SEOUL, April 24 (Korea Bizwire) – About 1 out of 6 young workers in South Korea were paid less than the country’s minimum wage last year, a private think tank said Sunday, pointing to tough working conditions facing young adults already struggling with high unemployment.
According to the report by the Hyundai Research Institute, some 635,000 people aged between 15-29 were paid less than the minimum pay. The figure was much higher than the 449,000 people categorized in the same group for 2011.
The minimum pay in 2015 was set at 5,580 won (US$4.9) per hour.
The ratio of the underpaid young adults compared with the total number of salaried workers in the same age group reached 17 percent in 2015 from 12.3 percent in 2011, the report showed.
The report is based on its analysis of economic activities-related data compiled by Statistics Korea.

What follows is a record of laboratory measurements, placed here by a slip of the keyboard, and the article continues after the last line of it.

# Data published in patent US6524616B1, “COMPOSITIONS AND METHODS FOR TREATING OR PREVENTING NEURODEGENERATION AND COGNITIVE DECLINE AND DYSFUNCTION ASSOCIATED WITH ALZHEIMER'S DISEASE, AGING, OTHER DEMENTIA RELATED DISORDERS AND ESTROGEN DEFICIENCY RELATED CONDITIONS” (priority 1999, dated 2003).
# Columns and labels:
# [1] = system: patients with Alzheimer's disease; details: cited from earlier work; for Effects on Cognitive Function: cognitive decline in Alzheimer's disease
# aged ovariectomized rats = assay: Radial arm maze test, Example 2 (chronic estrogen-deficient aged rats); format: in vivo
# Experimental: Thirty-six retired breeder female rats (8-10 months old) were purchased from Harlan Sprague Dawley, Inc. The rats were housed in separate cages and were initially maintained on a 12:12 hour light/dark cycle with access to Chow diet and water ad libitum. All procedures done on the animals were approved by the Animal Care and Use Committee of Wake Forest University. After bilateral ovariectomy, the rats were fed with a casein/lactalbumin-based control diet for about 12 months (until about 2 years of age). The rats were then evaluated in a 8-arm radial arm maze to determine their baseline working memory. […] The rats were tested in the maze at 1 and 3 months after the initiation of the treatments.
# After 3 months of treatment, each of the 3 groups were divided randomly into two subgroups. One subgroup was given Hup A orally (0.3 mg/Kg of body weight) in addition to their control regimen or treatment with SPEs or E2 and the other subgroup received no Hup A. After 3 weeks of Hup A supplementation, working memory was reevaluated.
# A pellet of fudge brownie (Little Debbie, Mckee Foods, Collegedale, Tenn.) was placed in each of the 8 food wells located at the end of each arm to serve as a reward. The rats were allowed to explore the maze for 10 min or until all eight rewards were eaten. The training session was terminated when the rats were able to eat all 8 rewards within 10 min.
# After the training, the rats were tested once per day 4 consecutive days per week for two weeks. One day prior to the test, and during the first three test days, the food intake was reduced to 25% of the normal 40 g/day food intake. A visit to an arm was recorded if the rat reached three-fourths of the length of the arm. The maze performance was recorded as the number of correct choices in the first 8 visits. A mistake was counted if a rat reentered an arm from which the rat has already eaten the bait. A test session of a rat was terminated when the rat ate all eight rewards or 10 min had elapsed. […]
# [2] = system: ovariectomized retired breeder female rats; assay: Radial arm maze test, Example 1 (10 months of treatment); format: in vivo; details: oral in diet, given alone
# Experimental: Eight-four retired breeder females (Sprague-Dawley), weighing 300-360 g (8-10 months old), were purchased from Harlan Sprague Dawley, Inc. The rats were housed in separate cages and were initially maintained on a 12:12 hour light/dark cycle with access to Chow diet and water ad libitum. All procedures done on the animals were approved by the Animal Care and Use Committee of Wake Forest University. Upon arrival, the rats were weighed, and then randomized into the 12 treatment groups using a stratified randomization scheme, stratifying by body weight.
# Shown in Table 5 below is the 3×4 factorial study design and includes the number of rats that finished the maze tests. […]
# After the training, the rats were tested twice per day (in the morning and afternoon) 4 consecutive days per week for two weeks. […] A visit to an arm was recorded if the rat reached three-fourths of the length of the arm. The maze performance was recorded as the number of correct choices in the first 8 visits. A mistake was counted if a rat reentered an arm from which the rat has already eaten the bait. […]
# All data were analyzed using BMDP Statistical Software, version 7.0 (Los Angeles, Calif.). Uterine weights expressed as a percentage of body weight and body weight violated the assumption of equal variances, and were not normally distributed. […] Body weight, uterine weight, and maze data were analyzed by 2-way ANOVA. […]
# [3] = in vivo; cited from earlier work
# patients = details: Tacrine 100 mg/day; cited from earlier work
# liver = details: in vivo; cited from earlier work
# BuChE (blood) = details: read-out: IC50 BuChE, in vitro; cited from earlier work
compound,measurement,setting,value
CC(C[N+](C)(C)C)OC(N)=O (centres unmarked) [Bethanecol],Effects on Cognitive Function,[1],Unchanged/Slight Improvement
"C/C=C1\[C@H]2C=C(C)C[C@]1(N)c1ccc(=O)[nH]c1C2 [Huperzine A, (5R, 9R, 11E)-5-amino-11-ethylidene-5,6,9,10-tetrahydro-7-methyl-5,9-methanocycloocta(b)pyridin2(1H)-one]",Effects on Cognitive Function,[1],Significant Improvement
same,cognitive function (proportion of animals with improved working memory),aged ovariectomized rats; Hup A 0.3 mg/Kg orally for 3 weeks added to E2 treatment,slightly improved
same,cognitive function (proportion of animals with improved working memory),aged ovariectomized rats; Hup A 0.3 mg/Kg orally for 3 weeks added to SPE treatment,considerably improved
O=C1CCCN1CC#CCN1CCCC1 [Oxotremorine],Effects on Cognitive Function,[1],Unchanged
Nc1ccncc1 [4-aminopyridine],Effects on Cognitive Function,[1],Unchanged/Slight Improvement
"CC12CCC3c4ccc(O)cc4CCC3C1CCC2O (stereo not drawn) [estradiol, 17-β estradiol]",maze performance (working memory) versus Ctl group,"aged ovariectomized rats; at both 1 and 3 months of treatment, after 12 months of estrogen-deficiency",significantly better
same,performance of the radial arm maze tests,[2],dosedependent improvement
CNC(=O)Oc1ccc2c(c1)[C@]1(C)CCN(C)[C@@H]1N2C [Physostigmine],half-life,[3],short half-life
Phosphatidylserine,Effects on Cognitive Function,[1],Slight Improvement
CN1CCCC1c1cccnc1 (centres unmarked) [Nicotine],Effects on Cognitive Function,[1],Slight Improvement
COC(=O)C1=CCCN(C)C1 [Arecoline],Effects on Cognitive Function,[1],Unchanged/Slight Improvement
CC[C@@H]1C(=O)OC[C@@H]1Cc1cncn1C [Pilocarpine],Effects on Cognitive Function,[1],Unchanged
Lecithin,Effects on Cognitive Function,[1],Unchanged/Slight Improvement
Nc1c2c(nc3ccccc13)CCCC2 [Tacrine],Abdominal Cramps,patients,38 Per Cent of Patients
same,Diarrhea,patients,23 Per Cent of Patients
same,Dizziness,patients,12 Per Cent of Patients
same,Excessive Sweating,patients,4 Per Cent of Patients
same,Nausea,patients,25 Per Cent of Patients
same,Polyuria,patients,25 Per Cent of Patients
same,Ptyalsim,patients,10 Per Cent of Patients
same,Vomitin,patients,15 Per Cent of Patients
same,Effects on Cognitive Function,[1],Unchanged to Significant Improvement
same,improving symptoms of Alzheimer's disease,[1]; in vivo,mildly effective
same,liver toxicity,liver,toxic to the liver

The underpaid younger people earned a monthly average of 706,000 won last year, up from 636,000 won five years earlier. But the amount only represents 38.1 percent of the average pay of those earning more than the minimum.
The latest data underlined challenges for younger people in the workplace in terms of pay at a time when they are also struggling to find jobs amid frozen employment and a slowing economy.
Government data showed that the country’s jobless rate stood at 4.3 percent in March, though it fell from the previous month’s 4.9 percent. The jobless rate for people under 30 was much higher at 11.8 percent last month.